Orchids are one of the most popular houseplants because they are easy to grow and flower – for some of us. But many people struggle to get them to re-bloom a second time. Over the years I have heard a number of myths for reblooming orchids and I have even been guilty of passing some of these on to others. In this post I will separate myth from real science to better understand how best to flower orchids.
Orchids Vs Phalaenopsis
The term orchid is used to describe some 25,000 species and as many hybrids in the orchid family (Orchidaceae), including one genus called Phalaenopsis (phals). Phalaenopsis are the most popular orchid houseplant because it likes the warmer temperatures found in our homes and it gets by with less light. Few other types of plants can match its long flowering period, except maybe my new love Streptocarpus which blooms even longer.
When most people use the term orchid, they are referring to phals as if there are no other orchids.
My focus in this post is on phals because they are so popular and because most of the research has been done on them. I suspect that much of this information also applies to other orchids that are native to tropical regions.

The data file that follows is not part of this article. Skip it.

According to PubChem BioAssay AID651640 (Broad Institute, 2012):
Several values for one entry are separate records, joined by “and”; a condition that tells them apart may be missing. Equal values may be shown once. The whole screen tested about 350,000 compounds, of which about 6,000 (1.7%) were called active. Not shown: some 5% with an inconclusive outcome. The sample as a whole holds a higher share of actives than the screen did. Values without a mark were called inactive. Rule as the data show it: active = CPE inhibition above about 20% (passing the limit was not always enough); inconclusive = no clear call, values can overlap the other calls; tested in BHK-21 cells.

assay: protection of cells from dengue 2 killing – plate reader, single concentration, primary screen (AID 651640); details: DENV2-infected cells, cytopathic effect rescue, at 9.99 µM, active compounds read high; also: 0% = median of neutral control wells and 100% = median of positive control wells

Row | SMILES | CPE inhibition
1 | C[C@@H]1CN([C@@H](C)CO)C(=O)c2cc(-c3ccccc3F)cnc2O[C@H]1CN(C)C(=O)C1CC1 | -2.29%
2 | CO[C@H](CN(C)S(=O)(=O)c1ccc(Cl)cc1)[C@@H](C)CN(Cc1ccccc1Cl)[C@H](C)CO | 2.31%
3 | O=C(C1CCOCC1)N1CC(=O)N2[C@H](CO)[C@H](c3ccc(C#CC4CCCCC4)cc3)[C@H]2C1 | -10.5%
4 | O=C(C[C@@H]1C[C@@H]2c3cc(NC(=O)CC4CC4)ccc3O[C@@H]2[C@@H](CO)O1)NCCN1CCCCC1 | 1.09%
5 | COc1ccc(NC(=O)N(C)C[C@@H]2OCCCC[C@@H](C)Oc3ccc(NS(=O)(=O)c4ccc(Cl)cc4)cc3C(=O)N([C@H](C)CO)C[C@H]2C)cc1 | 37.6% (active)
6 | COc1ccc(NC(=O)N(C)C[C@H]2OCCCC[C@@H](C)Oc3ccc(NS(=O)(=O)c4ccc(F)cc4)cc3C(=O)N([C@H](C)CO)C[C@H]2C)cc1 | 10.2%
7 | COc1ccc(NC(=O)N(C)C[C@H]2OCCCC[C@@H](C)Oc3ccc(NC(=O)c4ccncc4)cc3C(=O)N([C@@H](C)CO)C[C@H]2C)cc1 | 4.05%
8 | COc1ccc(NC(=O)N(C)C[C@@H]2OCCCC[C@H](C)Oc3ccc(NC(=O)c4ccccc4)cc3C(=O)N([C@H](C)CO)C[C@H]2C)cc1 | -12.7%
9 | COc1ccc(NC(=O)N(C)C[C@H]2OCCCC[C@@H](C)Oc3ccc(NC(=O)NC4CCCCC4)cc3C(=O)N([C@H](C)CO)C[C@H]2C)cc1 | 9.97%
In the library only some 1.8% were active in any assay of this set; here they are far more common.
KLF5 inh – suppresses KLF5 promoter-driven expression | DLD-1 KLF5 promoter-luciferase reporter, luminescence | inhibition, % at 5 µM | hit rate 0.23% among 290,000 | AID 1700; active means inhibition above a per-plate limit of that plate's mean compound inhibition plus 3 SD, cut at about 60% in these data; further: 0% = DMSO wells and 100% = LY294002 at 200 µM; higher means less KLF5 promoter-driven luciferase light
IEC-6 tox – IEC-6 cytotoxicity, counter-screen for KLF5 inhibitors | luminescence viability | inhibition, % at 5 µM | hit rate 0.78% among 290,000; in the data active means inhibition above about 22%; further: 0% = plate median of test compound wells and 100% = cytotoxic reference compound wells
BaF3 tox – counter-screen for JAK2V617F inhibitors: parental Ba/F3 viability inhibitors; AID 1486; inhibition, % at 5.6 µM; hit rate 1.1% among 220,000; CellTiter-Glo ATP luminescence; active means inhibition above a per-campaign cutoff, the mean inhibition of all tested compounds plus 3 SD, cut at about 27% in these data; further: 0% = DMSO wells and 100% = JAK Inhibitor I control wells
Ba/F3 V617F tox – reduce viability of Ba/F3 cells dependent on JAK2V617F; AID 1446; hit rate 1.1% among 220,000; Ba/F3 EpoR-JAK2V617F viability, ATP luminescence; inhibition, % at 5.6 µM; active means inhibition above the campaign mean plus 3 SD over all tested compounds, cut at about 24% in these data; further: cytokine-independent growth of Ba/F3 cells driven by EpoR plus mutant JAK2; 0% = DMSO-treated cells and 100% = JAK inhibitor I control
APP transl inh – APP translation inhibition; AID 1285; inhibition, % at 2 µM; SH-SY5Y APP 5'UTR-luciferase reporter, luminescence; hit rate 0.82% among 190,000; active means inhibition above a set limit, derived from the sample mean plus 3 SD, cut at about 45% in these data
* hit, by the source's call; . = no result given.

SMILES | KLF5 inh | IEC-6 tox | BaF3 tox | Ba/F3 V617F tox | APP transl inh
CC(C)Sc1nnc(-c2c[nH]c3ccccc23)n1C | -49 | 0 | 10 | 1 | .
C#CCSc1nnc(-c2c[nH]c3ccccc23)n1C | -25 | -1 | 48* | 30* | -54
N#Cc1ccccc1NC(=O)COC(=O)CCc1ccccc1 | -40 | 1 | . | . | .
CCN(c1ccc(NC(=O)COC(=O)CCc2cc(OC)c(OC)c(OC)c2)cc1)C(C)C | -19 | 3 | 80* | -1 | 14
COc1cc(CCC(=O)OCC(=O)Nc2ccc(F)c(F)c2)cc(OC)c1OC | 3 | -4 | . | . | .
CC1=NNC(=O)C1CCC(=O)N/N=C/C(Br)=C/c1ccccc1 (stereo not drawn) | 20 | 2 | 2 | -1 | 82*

The Secret to More Orchid Flowers
The single most important thing you can do to get more flowers is to grow good orchids. Larger plants with larger leaves produce more flowers. A plant with 5 leaves or more is easy to flower although a plant with fewer leaves can flower. A plant with poor leaf growth or a small root system will simply not flower or not flower well. Step one is to learn how to grow the orchid with the right temperature and light level. Proper watering ensures good growth and a good root system.
New leaves on phals should be at least as big as the older ones. If they are getting smaller, your cultural conditions are not as good as they could be.
In a lab test, phals that were force-fed sucrose, using foliar spray, produced flower spikes sooner provided that temperatures were not inhibitory as explained below. Healthy plants contain more natural sugars.
Library of Videos on Orchid Culture
More Light Produces More Orchid Flowers
Phals are known as low light orchids, which is true. This means they can grow and flower with less light than other orchids, but it does not mean they will grow well in low light. Phals need more light than most indoor plants.